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  • Sarah Chamberlain

Biden should take page from Reagan's playbook to restore energy dominance

By Sarah Chamberlain

Rampant inflation. Skyrocketing gas prices at the pump. A Kremlin invasion of one of its neighboring countries. A hostile Iran.

Ronald Reagan faced those issues because of Jimmy Carter’s failures. President Biden faces the same challenges dealing with a domestic energy and mineral production crisis created by his policies. But he can follow the early 1980 Reagan playbook and embrace policies that Congress will support in a bipartisan manner.

Reagan’s integrated solution – which subsequent Presidents adopted– was accomplished before an era where clean technology helped the United States become a net exporter of liquified natural gas to our economic partners.

He cut regulations, encouraged more domestic oil and gas production, pressured our NATO allies to reduce their reliance on Russian oil and gas exports, protected Persian Gulf energy supply lines for us and our allies, and encouraged partner nations like Saudi Arabia to increase their oil output.

The result? The collapse of the Soviet Union, the demolition of the Berlin Wall, and a true economic revival. Under Reagan – and others before Biden – we had energy dominance.

President Biden’s announcement that he’ll tap the oil reserve to push gasoline prices down is putting lipstick on a pig to distract from his failed policies. It will do nothing to increase the domestic production of our resources. It is a short-term panacea with an eye on the 2022 midterms, not a long-term strategy.

President Biden has already embraced the progressives’ environmental vision and its misguided opposition to all forms of carbon-based fossil fuels. The truth is that the United States is more environmentally friendly than many other large countries.

Congress and President Biden have embraced the Reagan playbook by banning Russian oil and gas imports and many other products.

The President could do much more.

He could lift restrictions on U.S. production to increase supply, lower prices, and continue exporting liquified natural gas (LNG) exports. While exports rose nearly 16% in March to a record high, with shipments to Europe leading the way, we can do better.

Europe got hooked on Russian gas despite President Reagan’s warnings. It now depends on Russia for about 40% of its LNG imports, thanks to a 3,500-mile gas pipeline from Siberia to Germany that Reagan unsuccessfully tried to block.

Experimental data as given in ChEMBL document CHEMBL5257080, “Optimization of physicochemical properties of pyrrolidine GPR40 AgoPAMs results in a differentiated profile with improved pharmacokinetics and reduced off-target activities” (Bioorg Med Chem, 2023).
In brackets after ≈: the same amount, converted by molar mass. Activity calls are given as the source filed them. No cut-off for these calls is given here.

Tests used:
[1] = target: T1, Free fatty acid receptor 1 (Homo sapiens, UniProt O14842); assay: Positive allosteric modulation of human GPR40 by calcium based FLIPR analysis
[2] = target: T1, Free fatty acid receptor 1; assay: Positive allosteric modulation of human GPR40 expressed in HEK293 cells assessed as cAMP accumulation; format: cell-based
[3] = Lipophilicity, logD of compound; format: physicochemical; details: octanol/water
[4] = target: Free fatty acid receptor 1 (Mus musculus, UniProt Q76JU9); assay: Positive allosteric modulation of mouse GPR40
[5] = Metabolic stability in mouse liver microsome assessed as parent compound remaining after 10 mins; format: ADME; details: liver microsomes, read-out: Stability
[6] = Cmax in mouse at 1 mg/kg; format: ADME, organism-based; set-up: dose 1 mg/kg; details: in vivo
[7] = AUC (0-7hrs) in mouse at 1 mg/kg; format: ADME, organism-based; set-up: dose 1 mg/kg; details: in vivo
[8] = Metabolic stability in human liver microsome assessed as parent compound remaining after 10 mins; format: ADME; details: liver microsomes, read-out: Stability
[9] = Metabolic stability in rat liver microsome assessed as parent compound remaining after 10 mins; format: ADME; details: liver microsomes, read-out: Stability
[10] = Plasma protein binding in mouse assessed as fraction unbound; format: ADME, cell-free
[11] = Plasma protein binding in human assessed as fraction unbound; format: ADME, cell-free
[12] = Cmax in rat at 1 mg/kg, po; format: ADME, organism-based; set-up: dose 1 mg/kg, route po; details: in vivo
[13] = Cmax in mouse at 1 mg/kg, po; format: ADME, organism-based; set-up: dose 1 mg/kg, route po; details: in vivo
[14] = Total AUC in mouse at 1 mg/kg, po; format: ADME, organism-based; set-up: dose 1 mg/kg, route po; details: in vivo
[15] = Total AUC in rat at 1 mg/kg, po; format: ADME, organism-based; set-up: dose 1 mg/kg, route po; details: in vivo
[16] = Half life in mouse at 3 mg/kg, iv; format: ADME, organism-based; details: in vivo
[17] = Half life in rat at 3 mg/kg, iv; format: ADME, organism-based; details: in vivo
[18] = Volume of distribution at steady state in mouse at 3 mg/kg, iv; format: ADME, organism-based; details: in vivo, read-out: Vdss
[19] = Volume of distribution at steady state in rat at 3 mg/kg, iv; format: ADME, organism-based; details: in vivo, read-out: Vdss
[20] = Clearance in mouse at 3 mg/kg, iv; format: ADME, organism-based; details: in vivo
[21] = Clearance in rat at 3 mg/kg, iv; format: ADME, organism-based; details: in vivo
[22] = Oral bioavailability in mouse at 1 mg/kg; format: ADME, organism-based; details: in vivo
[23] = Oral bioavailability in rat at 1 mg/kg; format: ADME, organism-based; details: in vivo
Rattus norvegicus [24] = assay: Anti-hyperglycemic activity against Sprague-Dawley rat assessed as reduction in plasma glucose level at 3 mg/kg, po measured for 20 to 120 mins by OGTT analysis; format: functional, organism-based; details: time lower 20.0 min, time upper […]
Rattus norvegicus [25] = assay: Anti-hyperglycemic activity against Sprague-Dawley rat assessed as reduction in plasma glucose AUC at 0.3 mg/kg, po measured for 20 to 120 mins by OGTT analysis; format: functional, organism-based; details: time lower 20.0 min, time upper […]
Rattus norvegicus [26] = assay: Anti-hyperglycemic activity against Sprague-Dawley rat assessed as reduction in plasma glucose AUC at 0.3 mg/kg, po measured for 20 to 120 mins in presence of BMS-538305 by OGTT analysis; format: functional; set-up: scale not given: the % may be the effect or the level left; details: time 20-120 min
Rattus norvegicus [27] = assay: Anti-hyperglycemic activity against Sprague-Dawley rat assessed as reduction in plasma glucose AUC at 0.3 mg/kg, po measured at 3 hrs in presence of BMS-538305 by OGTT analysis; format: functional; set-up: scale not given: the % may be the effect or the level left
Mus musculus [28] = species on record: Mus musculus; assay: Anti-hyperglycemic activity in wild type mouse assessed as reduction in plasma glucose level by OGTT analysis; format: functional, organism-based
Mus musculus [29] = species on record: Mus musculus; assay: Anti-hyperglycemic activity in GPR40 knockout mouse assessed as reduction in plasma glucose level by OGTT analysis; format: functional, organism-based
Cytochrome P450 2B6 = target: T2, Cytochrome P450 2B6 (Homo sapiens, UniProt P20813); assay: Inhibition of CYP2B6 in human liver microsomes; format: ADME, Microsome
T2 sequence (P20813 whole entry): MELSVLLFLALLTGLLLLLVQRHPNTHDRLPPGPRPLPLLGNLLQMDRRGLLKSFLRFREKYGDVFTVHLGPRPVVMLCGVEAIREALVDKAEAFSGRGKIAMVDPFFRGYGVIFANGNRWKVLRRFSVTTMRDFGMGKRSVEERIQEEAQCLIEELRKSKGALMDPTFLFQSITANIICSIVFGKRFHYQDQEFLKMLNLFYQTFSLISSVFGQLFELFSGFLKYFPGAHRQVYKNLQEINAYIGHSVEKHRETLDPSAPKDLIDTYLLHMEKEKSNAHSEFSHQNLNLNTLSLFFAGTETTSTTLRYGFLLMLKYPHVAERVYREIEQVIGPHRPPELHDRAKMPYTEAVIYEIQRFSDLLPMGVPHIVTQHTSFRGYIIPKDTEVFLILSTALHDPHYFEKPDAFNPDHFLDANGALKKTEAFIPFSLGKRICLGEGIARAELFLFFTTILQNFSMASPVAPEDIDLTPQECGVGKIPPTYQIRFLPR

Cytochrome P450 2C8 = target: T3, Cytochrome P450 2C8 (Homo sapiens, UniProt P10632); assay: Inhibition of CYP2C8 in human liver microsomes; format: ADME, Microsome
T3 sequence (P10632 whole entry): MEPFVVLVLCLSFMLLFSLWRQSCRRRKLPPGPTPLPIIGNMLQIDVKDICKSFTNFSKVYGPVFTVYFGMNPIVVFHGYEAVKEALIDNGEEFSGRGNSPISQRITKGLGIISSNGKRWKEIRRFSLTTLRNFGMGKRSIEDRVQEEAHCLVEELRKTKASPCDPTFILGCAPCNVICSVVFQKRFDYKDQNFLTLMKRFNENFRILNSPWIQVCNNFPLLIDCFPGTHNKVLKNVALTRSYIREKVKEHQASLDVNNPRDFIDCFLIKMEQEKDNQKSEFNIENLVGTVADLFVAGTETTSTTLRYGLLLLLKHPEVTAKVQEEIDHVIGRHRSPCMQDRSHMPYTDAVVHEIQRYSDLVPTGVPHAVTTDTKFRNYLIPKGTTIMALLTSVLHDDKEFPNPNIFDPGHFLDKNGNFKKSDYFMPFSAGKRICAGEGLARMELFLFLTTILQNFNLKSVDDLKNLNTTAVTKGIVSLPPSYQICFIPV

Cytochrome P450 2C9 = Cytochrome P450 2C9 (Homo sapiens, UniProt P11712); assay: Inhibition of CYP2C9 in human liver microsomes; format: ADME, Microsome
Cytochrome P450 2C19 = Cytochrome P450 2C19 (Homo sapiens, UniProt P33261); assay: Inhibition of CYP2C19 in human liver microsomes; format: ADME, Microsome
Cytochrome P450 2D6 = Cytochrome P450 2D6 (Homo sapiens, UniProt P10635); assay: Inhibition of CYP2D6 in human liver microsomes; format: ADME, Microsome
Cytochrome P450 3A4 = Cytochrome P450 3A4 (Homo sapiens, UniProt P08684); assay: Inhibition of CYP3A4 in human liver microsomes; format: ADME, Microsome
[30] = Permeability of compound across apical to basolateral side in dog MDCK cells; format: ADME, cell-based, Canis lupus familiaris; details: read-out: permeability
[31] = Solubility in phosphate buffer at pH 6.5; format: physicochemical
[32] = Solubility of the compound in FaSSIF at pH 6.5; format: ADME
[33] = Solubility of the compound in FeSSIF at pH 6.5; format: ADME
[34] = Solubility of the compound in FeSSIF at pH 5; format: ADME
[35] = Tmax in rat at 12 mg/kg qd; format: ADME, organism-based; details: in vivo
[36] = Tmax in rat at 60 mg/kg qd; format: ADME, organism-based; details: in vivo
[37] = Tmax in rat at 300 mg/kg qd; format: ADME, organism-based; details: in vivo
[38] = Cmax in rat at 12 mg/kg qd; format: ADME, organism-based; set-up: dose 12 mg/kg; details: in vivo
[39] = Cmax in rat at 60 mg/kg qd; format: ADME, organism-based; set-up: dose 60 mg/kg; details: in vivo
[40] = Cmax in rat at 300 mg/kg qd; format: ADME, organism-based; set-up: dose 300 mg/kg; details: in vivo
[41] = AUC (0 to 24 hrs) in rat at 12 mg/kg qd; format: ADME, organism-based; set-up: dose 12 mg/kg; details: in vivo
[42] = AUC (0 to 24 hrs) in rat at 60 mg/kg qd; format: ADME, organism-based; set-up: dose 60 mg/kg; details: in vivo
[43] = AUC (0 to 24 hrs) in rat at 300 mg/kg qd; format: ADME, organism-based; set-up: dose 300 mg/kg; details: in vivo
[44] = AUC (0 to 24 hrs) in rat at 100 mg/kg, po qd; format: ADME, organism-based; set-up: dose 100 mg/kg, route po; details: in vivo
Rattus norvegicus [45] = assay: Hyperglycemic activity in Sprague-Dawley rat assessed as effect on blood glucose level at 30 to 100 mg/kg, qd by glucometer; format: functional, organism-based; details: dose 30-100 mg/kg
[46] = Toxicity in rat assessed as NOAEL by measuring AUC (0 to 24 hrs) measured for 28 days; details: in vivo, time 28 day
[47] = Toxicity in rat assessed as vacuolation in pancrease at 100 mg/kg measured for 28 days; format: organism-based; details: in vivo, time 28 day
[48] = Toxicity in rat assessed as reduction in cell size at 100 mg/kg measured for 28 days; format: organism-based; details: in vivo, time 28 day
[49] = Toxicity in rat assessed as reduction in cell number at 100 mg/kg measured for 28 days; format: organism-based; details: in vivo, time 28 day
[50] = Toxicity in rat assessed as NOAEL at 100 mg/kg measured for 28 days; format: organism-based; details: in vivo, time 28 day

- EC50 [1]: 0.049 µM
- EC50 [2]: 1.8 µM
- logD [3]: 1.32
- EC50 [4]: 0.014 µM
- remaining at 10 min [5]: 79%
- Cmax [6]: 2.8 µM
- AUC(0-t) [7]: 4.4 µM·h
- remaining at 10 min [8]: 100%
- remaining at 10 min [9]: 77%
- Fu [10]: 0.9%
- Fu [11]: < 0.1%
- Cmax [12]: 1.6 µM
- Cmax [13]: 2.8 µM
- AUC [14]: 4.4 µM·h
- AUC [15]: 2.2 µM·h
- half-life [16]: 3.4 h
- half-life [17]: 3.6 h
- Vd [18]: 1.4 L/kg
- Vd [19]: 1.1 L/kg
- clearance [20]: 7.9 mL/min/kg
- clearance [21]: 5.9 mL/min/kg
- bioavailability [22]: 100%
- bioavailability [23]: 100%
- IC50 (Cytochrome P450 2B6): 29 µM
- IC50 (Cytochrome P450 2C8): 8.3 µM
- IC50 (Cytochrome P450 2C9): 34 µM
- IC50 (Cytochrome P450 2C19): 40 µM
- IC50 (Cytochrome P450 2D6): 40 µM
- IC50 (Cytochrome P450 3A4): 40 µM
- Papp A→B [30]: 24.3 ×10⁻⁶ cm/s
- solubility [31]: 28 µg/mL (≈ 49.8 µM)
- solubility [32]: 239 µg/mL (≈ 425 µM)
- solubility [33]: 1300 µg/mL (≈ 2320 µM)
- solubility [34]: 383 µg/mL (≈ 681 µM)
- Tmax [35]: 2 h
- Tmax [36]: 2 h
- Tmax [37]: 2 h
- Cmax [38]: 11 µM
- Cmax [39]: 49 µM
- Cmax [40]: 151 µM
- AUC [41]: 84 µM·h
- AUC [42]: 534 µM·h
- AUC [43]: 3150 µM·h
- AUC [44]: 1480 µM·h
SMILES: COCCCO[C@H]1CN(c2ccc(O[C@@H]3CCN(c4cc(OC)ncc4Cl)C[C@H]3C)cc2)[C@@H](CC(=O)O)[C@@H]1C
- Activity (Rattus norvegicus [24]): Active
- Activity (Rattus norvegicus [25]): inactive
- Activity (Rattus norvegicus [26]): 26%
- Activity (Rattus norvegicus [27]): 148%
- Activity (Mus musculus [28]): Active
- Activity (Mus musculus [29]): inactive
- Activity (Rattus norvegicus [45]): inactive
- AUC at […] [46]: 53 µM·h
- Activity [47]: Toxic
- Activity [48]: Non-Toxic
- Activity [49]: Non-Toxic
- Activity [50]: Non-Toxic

We can’t help Europe reduce its dependence on Russian gas without a Reagan-like strategy.

We need to shorten permit review timelines, streamline (not eliminate) debate over site selection and environmental impacts, and stop the weaponization of frivolous lawsuits.

Candidate Biden promised more domestic mineral production. President Biden reversed course and canceled federal mining leases. We need to reinstate those canceled leases and we need to access oil and gas on federal lands and waters.

We can reduce our overreliance on adversarial nations like Venezuela, Russia, and China.

We can support the industry’s efforts to reduce or eliminate carbon from natural gas at the time of combustion (carbon capture).

We can reinstate the Keystone XL pipeline and put the brakes on Putin’s Nord Stream 2 pipeline to alleviate market uncertainty and reignite investment in the oil and gas sector.

We can abandon the effort to undo the streamlining of the National Environmental Policy Act accomplished under President Trump.

Environmentally conscious mining, drilling, and electricity generation should be the goal for the production and use of fossil fuels. We can grow American jobs while protecting the environment.

We can push back on the EPA's over-regulation, focusing on its destructive, misleading "Clean Power Plan." Environmentally conscious mining, drilling, and electricity generation should be the goal. Environmental regulations should be realistic and scientifically achievable.

The path forward is simple: Reduce regulation, encourage our European allies and Pacific partners to ban imports of Russian oil and gas products, free up our oil and gas reserves, and leverage what are some of the world’s most advanced (and cleanest) extractive technologies.

The Reagan strategy could be summarized in that previous paragraph; the Biden strategy requires a book-length summary. Reagan’s policies were rooted in a conservative, limited government, free market, pro-competitive approach.

Equity doesn’t stop at our borders.

Sarah Chamberlain is president and CEO of the Republican Main Street Partnership.


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